July was on track to be the ninth consecutive month that U.S. retail inventories closed below 900,000 vehicles, LMC and J.D. Power said. Kia, Toyota, Subaru, Honda, Lexus, Porsche, Hyundai, Land Rover, BMW and Acura had the lowest stockpiles at the start of July, Cox Automotive said, while Ram, Volvo, Jeep, Lincoln and Audi had the highest inventory levels.
Japanese and Korean automakers, with more exposure to supply chains in China, where COVID-19 restrictions have been largely lifted but are still reverberating, will struggle to rebuild inventory well into the second half of the year, analysts say.
“There are plenty of headwinds pushing against a notable recovery in sales volumes,” Cox Automotive Senior Economist Charlie Chesbrough said. “Rising interest rates and low consumer sentiment are keeping many potential buyers out of the market. At the same time, higher prices for both gasoline and vehicles are making affordability an even greater challenge. Tight supply, however, continues to be the biggest obstacle over the near term, and there is little evidence of supply returning to normal.”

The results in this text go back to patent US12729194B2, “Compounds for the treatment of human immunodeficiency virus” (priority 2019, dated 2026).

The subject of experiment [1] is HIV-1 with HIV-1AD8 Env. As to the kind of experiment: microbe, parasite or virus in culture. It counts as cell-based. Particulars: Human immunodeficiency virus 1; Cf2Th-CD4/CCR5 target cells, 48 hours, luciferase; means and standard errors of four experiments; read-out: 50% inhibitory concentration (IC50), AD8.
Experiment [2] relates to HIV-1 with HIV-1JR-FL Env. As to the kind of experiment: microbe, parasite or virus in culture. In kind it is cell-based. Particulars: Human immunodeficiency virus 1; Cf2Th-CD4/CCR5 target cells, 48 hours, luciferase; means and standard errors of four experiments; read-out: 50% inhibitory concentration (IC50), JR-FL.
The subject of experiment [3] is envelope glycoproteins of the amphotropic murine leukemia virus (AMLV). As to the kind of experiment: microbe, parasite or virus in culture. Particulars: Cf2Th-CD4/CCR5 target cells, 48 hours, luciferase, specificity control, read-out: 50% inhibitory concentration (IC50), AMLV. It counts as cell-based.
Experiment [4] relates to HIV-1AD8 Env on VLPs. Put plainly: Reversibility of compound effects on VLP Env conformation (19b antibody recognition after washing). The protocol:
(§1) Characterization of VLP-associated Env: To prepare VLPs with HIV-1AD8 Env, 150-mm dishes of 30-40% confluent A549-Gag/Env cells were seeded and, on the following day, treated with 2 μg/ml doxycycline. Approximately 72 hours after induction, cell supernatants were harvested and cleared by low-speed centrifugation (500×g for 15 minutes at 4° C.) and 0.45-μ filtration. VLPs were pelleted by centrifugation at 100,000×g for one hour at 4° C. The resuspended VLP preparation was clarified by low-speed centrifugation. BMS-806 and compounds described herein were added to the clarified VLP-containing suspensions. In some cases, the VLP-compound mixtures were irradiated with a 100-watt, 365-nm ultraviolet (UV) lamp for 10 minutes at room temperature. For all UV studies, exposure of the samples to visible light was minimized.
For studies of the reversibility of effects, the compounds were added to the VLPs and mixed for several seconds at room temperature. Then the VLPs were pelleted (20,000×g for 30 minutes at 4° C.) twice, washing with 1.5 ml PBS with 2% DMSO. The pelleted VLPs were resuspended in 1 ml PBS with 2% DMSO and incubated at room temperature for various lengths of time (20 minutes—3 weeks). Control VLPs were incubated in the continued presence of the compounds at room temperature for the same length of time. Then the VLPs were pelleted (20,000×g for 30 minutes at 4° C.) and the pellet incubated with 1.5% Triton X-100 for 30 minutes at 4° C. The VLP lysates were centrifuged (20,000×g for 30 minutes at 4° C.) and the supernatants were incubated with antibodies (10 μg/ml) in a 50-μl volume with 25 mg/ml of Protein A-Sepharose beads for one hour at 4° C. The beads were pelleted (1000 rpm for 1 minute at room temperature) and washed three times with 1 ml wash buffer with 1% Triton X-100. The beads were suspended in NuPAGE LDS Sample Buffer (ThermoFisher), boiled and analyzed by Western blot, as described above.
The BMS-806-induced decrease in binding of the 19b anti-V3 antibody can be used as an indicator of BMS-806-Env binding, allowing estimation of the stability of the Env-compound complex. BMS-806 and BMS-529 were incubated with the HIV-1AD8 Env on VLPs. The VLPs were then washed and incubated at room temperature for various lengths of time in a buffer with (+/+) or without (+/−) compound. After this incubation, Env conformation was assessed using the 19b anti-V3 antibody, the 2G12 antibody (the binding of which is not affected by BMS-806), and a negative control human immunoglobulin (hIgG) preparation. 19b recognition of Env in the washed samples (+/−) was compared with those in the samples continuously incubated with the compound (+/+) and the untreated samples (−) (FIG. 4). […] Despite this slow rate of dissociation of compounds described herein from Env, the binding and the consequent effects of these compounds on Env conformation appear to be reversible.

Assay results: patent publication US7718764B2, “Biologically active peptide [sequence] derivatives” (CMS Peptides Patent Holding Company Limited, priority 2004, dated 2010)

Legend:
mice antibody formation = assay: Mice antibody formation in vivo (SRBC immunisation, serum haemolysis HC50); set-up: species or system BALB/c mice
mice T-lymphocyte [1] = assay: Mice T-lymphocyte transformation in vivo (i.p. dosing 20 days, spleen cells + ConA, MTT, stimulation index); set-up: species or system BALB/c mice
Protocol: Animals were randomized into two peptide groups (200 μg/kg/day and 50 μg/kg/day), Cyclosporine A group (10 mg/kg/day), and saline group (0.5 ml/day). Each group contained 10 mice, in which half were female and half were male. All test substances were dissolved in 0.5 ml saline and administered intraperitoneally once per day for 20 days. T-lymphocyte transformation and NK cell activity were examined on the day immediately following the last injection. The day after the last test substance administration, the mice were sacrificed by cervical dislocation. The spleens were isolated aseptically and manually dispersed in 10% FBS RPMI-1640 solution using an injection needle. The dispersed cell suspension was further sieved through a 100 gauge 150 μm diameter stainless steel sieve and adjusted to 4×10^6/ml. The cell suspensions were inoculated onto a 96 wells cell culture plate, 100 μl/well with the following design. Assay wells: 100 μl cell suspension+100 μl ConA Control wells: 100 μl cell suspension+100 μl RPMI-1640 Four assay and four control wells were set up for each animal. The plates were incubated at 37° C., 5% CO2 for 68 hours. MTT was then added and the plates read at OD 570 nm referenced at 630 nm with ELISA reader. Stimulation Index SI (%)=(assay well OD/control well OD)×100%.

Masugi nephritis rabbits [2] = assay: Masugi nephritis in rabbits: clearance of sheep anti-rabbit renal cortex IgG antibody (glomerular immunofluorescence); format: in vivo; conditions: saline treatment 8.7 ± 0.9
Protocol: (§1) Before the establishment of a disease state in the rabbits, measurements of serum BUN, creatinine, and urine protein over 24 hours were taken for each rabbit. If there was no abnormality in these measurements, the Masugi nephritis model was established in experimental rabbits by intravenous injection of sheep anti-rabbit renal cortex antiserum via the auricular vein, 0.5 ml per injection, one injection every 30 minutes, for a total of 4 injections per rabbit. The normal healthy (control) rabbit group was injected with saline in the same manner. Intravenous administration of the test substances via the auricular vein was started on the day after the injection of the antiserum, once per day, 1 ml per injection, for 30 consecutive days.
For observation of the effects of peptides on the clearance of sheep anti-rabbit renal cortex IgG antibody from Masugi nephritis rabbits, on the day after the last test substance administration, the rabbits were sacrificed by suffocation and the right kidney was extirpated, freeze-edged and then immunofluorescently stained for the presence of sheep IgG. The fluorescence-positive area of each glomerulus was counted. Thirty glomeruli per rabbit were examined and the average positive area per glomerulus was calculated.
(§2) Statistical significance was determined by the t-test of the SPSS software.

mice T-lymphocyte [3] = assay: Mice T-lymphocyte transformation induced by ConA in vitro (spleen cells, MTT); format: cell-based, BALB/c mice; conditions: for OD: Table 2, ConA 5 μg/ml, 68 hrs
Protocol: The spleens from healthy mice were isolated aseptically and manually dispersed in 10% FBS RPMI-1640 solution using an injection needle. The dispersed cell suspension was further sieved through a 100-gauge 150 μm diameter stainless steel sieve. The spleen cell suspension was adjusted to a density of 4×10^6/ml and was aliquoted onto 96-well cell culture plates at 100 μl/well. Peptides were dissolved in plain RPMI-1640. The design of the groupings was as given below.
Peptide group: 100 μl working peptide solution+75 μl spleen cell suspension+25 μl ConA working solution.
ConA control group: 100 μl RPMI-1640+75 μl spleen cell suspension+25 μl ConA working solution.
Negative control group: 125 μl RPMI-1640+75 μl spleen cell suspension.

On top of this, new vehicle incentives averaged just under $900 in July. That’s down 55 percent from the same time last year.
Two of North America’s biggest battery manufacturers are scrambling to source more of the hard-to-find metals and materials that go into making batteries... and they’re trying to do it locally. This all in an effort to tool up to deliver on the Biden administration’s goal of making half of all U.S. auto sales be zero-emission vehicles by 2030.
Panasonic and General Motors say hitting this target is going to result in new approaches to making their products and where the materials are sourced from. From Automotive News:
This year, GM and Posco Chemical announced a $400 million plant in Quebec that will supply cathode active material for GM’s Ultium batteries, the automaker’s newest multivehicle battery platform. Weinberger said the plant will deliver about 40 percent of the makeup of GM’s batteries.
Panasonic, which is the primary battery maker for segment leader Tesla, announced last month that it will spend $4 billion to build its second EV battery plant, in Kansas.
Janet Lin, Panasonic’s vice president of strategy and business development, told the audience that Panasonic was preparing to quadruple its battery capacity and that U.S. production will represent a major part of that.
Lin also urged the U.S. government to relax tariffs on battery materials made oversees until the U.S. industry can get caught up.